Translating Angst Into Activism

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A little after 8:00 PM I sat at my desk, headphones on, still breathing heavily from having rushed through chores post dinner. The glass doors to the study were locked and the children peered from the outside. I waved and turned my attention to the screen. A video conference with over 220 people from all over the country stared back at me.

Yesterday was one of the initial introductory sessions by the MoveOn organization’s Summer of Resistance. A few weeks ago, a friend of mine sent me the link over WhatsApp saying I should apply since I seemed to be so upset with what is happening with current day politics. I hopped over, looked at the requirements and figured I would never get in. Then on impulse, I applied. A couple of days later, I got an email asking me to watch a video and answer a few more questions which I did, more convinced than ever that I would not be picked. Then this week, another email with the subject “Yayy!” arrived and I was in.

So between June and September of this year, I will be working with 25 other local mobilizers on organizing community cookouts, listening to what the grassroots have to say and working on one actionable item (i..e., town hall with my representative). In September I will graduate hopefully having a rudimentary knowledge of what it is like to be politically active. There will be weekly video training sessions and local community outreach. Mostly, it will all be stuff that scares the living hell out of me.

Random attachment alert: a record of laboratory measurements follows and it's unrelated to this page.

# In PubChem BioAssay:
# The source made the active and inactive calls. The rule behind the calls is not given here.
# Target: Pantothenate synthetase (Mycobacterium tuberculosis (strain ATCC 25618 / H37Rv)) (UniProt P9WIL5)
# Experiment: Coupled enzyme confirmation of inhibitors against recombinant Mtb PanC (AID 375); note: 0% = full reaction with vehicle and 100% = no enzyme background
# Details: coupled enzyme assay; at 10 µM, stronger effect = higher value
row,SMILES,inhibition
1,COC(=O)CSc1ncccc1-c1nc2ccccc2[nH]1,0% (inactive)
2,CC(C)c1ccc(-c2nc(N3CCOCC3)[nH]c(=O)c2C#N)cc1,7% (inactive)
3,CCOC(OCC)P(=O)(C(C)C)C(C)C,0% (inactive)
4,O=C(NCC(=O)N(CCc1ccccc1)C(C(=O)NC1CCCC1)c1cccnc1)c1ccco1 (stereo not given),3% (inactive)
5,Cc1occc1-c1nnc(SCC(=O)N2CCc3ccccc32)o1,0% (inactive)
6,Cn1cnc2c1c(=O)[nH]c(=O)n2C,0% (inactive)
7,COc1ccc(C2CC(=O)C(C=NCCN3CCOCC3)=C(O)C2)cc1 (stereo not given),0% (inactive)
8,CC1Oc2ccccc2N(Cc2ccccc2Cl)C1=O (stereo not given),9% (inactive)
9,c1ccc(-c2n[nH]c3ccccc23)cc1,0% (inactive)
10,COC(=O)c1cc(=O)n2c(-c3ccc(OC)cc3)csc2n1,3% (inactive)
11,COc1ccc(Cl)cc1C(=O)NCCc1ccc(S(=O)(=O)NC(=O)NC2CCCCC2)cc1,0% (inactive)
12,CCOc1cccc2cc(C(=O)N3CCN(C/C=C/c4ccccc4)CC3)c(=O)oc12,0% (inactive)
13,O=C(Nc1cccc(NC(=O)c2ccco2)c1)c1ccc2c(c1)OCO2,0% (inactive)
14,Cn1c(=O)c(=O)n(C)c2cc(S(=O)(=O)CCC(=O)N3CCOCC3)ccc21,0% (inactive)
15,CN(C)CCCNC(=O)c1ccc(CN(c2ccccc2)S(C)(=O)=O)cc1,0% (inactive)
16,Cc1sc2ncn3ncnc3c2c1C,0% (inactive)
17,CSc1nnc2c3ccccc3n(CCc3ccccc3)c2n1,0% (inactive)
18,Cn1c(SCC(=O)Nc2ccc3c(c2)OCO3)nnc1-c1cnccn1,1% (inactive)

So, when I signed in to the video conference, I was happy to see a very diverse crowd. The speakers were inspirational but the people randomly picked to state what drew them to become a mobilizer was what hit home. These were all people like me. Mothers, Grandmothers, Uncles, Dads all wanting a better future than what we are on track for. They spoke from the heart, the passion radiating through the monitor, sweeping me up in its wake.

For years, I have been an armchair activist, passing judgement, sharing opinion pieces and debating things I felt strongly about. Yet, I did not step up to campaign for either Obama or Clinton. I watched from the sidelines as my brother and many others went door to door speaking up for something that they believed in. For the first time, I feel like I am doing something. Even if there is no tangible change that my participation brings, I know I will sleep better at night, the angst having found a productive way to expend itself.

Wish me luck and tenacity on this journey. If you are local to me, reach out if you feel similarly. Let’s do this.

7 comments

  1. Excellent Laksh. Looking forward to hearing stories of your involvement. Don’t underestimate the ripple effect you will create…! Proud of you.

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